The American Legion's national organization is merely an extension of the individual members who guide it. National resolutions spring from the ideas of volunteer Legionnaires working through their local posts, districts and departments. National commissions, committees and officers then see to it that those resolutions reflect the organization's values, and that they are effectively promoted and put to work across the country.
In 2011, this meant direct Amercian Legion financial support for military families struggling through hard times. It meant comfort items for troops recovering from war wounds in military hospitals. The national organization participated in more than 100 veteran job fairs, worked with Congress to pass 13 veteran-friendly bills, awarded dozens of college scholarships, and ran baseball tournaments, oratorical contests and air-rifle championships. The Legion developed a new online membership-management program, a multimedia toolkit to help members spread the word about the organization, and much more.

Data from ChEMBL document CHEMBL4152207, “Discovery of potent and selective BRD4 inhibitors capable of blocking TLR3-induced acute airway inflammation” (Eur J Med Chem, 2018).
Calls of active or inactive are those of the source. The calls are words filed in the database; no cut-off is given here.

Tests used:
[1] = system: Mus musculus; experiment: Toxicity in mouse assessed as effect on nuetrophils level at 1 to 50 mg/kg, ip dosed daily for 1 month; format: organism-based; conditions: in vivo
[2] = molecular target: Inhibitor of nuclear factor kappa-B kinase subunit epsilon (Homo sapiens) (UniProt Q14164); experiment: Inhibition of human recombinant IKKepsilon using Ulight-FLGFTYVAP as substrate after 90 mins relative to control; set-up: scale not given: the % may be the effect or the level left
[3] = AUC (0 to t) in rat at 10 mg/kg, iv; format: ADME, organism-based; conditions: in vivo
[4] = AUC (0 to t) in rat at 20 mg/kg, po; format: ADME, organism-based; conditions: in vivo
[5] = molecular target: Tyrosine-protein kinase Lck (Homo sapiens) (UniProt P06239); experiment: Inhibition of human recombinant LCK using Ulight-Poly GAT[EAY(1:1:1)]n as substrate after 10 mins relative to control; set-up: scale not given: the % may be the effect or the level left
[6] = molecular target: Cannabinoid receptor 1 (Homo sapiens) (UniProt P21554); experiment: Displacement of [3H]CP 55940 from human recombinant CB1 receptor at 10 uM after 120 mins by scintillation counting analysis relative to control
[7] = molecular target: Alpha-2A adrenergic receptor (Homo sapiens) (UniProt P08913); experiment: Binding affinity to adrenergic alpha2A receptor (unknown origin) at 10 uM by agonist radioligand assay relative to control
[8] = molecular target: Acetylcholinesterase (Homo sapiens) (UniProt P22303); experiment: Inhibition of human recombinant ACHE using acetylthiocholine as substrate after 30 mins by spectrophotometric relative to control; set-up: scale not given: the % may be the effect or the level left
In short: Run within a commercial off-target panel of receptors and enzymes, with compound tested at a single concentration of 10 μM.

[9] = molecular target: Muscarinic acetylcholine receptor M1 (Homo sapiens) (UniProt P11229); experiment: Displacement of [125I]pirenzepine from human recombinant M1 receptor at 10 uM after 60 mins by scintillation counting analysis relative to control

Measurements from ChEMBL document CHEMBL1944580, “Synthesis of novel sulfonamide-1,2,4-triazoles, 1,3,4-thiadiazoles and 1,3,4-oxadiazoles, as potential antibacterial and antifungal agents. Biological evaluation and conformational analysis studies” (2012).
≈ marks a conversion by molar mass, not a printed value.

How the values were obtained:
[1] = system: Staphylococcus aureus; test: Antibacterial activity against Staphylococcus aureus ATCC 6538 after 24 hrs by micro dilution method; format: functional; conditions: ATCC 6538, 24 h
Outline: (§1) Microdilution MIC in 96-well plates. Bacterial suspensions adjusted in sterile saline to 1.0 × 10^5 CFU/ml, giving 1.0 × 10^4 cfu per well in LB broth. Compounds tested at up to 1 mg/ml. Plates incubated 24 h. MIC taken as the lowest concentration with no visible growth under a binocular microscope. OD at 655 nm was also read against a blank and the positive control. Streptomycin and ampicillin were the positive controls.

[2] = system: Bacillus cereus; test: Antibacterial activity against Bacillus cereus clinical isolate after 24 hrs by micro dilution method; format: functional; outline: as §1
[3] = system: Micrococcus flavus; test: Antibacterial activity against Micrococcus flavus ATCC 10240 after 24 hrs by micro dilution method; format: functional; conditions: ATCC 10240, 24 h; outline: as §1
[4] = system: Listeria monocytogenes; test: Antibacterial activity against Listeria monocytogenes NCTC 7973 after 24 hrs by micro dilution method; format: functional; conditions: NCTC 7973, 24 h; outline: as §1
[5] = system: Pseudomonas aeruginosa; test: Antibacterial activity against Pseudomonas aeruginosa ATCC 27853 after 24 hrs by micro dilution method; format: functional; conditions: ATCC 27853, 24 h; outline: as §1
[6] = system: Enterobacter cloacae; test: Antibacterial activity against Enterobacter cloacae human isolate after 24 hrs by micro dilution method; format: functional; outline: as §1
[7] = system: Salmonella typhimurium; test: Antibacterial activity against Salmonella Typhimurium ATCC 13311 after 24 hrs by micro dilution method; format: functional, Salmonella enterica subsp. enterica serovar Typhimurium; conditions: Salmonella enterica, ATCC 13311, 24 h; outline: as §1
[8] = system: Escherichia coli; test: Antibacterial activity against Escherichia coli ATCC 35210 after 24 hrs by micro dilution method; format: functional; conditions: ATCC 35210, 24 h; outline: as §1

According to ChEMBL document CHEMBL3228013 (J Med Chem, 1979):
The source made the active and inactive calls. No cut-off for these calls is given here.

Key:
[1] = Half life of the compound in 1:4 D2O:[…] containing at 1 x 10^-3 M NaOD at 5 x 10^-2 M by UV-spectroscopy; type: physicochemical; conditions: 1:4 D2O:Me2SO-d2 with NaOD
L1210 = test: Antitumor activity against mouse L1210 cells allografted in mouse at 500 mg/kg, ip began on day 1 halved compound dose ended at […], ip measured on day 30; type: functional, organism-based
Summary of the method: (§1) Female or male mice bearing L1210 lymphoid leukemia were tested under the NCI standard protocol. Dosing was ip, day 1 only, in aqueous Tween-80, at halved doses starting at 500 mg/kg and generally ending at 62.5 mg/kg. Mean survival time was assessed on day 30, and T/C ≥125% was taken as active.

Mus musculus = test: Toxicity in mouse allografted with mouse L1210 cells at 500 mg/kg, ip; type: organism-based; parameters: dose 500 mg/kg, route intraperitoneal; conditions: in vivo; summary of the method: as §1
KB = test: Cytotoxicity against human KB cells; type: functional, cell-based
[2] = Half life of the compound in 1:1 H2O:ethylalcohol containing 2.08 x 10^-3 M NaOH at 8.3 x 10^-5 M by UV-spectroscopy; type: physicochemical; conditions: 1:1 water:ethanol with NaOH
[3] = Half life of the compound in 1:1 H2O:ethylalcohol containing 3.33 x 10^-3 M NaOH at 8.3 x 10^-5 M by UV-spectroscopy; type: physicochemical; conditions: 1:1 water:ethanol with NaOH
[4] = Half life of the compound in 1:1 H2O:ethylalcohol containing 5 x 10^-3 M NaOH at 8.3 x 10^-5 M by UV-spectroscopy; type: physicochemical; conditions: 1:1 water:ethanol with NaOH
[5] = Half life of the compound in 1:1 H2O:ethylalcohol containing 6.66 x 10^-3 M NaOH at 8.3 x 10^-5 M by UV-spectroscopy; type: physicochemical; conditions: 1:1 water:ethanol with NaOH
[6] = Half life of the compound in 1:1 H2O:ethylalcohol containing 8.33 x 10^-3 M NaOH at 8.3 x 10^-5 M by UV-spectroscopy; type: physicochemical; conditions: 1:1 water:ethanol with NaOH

By design, The American Legion is a wide-ranging network. Its 55 departments are organized by some 14,000 community posts and more than 2.4 million individual members. They don't always agree, but they all share the common bond of wartime experience, love of country and a passion to serve others. This network is, in fact, the national organization.
Nearly all of The American Legion's work at the national level can be indexed according to four pillars of service:
Nearly everything else at the national level – such as membership, communications, merchandising, training, finance, archives and legal support – exists to support the four pillars. For instance, The American Legion's voice on veterans benefits, defense and the economy resonates in Washington because it is backed by more than 2.4 million members, their values, families and communities. Membership-management tools are therefore essential, as are communication channels and leadership training. There is great strength in numbers, knowledge and leadership.
The following report offers a snapshot of the many ways in which the national organization fulfilled its role in 2011, providing direct support and advocacy for American Legion members and values, as well as programs and services to increase membership, to provide quality training and to communicate.